Kim


Chapter VI

Notes on
the text


by Sharad Keskar

The page and line numbers below refer to the Macmillan Uniform Edition of Kim, first published in 1901 and frequently reprinted since).


[June 17 2004]

[Page 137, verse heading] This is the third stanza of Kipling’s “The Song of Diego Valdez”. The poem’s leitmotiv is one of nostalgia, and thus has a rightful place in this book of nostalgic memories of India across the years of Kipling’s absence from that country.

[Page 137, line 3] orpiment Arsenic trisulphide; yellow dye, used as a pigment in tanning.

[Page 138, line 24] lusus naturae a freak of nature.

[Page 140, line 12] Parsee a name derived from the word Persian and the language spoken; a people who fled Persia [Iran] to India from Islamic persecution and forceful conversion in the 17th century. Good businessmen, they now form a small but rich and influential community. Mostly concentrated in big cities they are Westernised.

[Page 140, line 13] barricades in Forty-eight This probably refers to the Paris riots of 1848, but it is not clear here why it should explain a German scenery painter who is teaching English. He is described in Souvenirs of France [page 10] as an actual acquaintance of Kipling. Another possibility has been suggested by a correspondent in Berlin, ie that it refers to the German Revolution of 1848-9.

[Page 141, line 10] cap-ribbons ribbons attached to the back of a “fore and aft” cap [side cap], which ran down the back of the neck.

[Page 142, line 13] Od a mehtar or bhungi; sweeper and cleaner of lavatories. [Note the closeness to the French word for excrement - merde]

Lal Beg: the god of the sweepers.

[Page 142, line 28] Kayeth Kayesth, the caste of scribes and accountants.

[Page 143, line 24] reed in the inkstand the kalam [reed pen in Hindi]. A reed stick, no more than 9 ins long, it is cut at a slant and shaped into a broad-tipped italic pen.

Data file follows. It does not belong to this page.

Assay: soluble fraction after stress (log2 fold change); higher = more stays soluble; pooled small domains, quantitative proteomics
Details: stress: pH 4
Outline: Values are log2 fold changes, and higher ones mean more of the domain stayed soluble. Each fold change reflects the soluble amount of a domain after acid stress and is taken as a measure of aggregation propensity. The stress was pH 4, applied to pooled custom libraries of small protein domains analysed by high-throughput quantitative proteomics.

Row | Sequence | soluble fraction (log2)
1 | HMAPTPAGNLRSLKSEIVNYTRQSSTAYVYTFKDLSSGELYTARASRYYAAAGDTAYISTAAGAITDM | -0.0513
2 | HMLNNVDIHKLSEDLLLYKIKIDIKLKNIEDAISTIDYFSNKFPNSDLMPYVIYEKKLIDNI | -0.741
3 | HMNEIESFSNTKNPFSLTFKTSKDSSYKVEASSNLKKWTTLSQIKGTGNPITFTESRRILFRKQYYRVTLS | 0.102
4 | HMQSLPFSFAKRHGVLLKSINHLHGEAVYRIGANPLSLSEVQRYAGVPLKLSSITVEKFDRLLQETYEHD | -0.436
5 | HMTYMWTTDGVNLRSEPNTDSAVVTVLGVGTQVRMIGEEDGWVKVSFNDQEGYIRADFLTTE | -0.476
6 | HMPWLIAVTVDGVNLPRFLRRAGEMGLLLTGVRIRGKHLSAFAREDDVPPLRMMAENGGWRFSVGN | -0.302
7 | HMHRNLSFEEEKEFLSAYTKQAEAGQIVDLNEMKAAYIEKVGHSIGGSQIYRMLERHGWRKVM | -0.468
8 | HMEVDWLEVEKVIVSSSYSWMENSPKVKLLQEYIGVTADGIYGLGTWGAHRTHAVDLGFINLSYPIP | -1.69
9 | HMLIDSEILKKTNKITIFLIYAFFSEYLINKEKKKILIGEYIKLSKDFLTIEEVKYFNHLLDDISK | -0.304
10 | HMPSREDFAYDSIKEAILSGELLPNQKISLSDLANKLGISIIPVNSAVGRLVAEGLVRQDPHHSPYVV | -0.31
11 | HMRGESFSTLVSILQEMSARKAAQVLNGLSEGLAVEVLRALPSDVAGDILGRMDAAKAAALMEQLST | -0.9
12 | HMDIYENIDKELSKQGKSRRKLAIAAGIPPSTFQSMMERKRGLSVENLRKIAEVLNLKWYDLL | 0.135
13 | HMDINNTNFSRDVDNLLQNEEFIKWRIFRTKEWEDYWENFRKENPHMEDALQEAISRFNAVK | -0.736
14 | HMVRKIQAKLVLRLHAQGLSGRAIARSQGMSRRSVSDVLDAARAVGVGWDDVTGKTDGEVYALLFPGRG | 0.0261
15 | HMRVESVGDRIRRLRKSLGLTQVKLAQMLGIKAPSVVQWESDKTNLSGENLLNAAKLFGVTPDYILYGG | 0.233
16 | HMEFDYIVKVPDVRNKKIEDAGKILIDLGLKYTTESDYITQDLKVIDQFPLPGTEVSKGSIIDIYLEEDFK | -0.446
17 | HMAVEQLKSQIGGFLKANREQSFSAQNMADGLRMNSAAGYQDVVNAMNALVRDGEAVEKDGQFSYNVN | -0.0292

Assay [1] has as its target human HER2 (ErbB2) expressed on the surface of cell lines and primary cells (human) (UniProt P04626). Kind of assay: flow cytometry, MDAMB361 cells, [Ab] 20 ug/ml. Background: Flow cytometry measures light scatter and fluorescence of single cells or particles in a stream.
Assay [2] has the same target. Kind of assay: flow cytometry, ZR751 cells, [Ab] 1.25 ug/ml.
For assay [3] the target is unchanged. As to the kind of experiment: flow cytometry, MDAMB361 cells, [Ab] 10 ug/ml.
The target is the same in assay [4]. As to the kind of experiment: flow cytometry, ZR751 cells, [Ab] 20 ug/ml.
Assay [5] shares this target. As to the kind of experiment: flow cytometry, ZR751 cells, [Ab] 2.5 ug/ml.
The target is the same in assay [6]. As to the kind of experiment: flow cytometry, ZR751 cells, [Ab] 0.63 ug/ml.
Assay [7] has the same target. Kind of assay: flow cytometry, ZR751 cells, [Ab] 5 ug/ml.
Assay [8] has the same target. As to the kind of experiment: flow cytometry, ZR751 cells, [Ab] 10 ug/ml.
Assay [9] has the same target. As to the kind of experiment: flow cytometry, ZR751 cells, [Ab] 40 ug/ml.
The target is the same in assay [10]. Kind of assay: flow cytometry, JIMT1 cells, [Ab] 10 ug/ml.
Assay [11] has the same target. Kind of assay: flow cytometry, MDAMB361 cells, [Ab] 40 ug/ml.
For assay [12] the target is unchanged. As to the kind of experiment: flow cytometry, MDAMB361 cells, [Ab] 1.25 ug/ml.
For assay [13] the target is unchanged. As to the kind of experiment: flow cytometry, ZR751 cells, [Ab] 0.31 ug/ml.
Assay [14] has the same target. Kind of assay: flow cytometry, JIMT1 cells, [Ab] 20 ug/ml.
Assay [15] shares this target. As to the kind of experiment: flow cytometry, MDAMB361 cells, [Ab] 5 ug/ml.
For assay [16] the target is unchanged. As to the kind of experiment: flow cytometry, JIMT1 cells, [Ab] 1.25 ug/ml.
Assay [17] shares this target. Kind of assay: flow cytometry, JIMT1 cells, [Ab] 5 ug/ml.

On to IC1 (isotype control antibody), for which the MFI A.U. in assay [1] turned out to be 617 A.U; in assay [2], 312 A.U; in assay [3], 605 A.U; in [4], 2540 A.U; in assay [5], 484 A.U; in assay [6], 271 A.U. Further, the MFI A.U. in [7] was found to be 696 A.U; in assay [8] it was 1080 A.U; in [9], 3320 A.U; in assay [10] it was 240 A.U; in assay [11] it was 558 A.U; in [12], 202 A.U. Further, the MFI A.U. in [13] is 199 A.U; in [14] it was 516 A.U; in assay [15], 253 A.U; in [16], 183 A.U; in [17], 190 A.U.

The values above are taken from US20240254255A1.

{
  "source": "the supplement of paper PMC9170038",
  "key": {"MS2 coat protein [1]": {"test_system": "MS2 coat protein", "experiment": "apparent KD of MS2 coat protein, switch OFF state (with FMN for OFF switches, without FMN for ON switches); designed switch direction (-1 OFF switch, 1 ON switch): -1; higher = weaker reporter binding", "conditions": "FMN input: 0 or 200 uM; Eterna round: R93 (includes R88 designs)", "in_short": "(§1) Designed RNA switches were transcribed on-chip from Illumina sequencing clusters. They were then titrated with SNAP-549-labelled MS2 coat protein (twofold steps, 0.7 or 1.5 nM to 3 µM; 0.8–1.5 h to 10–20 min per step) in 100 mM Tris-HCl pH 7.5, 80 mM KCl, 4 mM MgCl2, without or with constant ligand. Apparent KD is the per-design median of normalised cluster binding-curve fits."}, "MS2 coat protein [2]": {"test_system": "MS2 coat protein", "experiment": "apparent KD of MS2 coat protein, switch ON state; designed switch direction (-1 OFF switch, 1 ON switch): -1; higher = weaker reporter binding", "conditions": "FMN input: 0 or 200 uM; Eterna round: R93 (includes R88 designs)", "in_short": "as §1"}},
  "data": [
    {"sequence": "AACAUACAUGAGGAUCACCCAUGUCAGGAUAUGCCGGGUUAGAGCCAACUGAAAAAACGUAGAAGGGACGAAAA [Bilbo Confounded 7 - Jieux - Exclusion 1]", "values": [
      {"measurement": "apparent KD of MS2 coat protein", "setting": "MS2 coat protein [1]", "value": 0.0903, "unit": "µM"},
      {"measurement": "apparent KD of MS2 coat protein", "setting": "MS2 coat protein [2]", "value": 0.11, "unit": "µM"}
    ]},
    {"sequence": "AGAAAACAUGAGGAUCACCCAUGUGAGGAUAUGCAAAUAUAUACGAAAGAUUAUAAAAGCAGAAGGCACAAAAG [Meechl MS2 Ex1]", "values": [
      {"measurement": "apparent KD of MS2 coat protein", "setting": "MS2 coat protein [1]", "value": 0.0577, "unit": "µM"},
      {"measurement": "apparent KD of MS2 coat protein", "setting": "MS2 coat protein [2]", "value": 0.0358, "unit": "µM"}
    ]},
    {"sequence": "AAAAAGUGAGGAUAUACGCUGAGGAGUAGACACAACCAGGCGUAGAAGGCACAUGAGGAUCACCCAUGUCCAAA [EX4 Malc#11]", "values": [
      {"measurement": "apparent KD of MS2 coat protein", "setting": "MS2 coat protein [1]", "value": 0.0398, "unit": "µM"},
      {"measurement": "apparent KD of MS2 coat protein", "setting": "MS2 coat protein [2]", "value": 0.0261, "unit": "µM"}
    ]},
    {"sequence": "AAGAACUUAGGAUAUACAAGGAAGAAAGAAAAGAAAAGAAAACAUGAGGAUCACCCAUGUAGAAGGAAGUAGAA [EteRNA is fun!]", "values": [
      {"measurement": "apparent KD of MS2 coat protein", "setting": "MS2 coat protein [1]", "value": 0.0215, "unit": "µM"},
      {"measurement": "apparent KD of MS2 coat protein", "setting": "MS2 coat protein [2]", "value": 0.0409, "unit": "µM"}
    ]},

[Page 144, line 6] pulton [Hindustani] army, regiment.

[Page 145, line 5] bukkin’ about pointless chatter. [Hindi, buckna means to chatter.]

[Page 147, line 12] hoondie [Hindi] bankers’ draft.

[Page 147, line 22] puro abbrev. of the Hindi word, purohit. He is a family priest who conducts weddings among other rites of passage.

[Page 147, line 30] Failed entrance A nicety, suggesting that a failed attempt is surely a higher qualification than no attempt. Shows Kipling’s close observation of the Indian mind.

[Page 147, line 33] Tirthanker [Tirthankara] Jain priest, but more importantly one who has escaped the wheel of life; therefore, a saint, who is often placed higher than a god.

[Page 150, line 2] revolting to Kim his Irish antecedents aside, Kim was a thorough bred Indian, for whom eating is a very private affair.

[Page 150, line 32] quirt A riding-whip/crop, with a short handle and a braided leather lash, about two feet long.

[Page 151, line 19] Cabuli stallion A horse from Kabul, Afghanistan.

[Page 153, line 19] chabuk sawai In the text Kipling defines it as “a sharp chap”. Sharp in the sense of cunning would be, in Hindi, charlak. Now chabuk means whip and sawai ‘this apart’ or ‘this alone’. Kipling may have got his Hindi in a twist. As written, the phrase would mean ‘whip apart’. Possibly Kipling meant ‘whip dodger’, one who avoids the whip’, an ‘artful dodger’? Whippersnapper is not ‘sharp’ enough. We ought to accept Kipling’s translation even if he has got the phrase wrong.

[Page 155, line 4] Ethnological Survey As there was no such Department, Kipling is suggesting that Colonel Creighton works incognito, something espionage merits.

[Page 156, line 16] children should not see a carpet on the loom a saying among the Afghan carpet weavers. Mahbub explains why: “till the pattern is made plain.”


[S.K.]